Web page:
Carrigaline playing Carrigaline - All smoke and mirrors - Get up the Yard!

Standing ovation and encores at the end of a fabulous show, well attended and late into the evening. The following images captures the energy of our trip.

There is great excitement building about the session in Galway this coming Sunday. I met Denis Brooks and Mary in town yesterday (Cork town) and we made plans to play in Killarney, Thursday evening – the Grand Hotel around 9.00pm. Should be good. We picked up a few extra gigs in Killarney yesterday and expect a huge crowd for the after Rugby (Muster/France) game on Saturday in the square. Sun permitting we will be outside in the town square – otherwise in the main bar at Scotts. The sun is beaming through my window right now…. oh yeah… the wedding – we are playing for Jason and Catherinea on Friday in Scartaglen and Tralee. Its the best of times….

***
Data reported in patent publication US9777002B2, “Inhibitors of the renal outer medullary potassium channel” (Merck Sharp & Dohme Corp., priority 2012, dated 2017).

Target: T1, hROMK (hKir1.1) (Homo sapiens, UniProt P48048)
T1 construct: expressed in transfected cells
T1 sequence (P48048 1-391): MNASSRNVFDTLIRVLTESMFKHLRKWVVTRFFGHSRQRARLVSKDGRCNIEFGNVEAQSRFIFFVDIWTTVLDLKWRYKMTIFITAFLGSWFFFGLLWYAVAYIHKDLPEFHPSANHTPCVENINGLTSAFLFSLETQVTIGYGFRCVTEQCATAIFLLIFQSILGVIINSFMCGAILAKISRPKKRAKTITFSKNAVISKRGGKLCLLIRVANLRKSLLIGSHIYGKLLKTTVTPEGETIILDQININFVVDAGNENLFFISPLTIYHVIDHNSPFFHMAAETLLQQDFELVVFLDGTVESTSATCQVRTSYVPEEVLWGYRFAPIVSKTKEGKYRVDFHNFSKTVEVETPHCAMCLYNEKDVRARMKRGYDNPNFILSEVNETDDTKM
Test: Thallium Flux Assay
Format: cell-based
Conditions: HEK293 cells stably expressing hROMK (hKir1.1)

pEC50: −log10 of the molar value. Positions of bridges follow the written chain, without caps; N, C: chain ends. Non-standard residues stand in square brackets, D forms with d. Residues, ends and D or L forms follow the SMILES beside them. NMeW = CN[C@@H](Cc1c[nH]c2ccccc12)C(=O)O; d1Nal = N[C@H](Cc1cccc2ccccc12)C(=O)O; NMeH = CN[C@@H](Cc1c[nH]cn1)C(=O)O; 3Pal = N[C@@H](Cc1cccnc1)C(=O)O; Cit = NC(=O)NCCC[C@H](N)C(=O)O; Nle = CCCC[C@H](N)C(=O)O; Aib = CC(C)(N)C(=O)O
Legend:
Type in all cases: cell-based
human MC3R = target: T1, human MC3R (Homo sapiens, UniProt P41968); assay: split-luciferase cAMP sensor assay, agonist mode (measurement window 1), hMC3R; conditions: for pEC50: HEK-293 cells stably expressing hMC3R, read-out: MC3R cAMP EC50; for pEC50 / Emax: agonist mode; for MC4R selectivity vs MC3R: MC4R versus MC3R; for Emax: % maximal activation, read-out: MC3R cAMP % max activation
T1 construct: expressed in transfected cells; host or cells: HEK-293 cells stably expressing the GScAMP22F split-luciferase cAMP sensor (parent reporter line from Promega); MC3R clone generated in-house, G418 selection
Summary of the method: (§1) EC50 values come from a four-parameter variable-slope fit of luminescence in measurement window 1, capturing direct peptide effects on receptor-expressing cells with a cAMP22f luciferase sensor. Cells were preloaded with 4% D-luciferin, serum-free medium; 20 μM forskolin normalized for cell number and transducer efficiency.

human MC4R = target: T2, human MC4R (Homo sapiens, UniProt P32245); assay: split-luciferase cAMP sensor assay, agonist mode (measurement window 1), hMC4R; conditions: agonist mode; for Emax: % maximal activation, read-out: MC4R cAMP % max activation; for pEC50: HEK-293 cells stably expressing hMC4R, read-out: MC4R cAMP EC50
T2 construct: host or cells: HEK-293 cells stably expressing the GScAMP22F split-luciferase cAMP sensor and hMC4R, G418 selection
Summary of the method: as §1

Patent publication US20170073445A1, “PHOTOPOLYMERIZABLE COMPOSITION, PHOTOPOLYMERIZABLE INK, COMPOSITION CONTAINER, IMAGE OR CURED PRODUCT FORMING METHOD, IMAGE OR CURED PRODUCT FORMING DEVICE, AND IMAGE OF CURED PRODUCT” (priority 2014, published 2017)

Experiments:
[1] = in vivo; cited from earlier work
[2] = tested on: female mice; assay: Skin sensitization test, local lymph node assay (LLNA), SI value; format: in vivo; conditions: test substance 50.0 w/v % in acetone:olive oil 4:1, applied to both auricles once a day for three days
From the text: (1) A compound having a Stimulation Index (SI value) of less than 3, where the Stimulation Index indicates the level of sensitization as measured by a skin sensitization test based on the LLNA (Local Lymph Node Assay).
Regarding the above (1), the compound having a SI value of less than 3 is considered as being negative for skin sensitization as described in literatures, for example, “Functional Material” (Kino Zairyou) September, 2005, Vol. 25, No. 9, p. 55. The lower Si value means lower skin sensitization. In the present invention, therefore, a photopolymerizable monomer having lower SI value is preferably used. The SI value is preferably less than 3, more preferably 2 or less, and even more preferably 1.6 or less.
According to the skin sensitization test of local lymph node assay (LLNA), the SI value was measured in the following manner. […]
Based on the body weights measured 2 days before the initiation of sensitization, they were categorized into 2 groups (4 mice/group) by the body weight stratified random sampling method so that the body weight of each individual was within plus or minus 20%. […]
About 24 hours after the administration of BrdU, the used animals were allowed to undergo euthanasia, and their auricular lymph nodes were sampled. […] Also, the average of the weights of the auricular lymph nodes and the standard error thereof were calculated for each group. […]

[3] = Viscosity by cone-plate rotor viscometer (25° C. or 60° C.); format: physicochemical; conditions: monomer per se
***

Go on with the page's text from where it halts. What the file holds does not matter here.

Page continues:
Seattle Irish Dance Company in Carrigaline performing with Carrigaline....)


               Lady's View Killarney 2013 - Get up the Yard! Wish you were here...

The cuckoo was heard on the Cuimín na Péasta ridge yesterday. It’s a good omen for the rest of the year. We have been thinking about the name for the next cd. A good exercise to keep the drivers awake as they cross the County Bounds after midnight in the rain….

… Arís


The Village Stables

Get up the Yard !- that’s what Andrew said to the four Irish Gardaí who showed up to clear the house last night at midnight. They weren’t impressed. We were still playing up a storm when a “spy” came running up to announce that the police were here and we were to go…. neither were our Seattle Irish Dance Company colleagues who were fending off marriage offers from very enthusiastic (if drunk) sea faring boys. “Hey sham one of them yelled at me, tell her I love her. Tell her I want to marry her.” The dowry was set to two goat skins (Bob needs a new bodhran) and the deal was set….)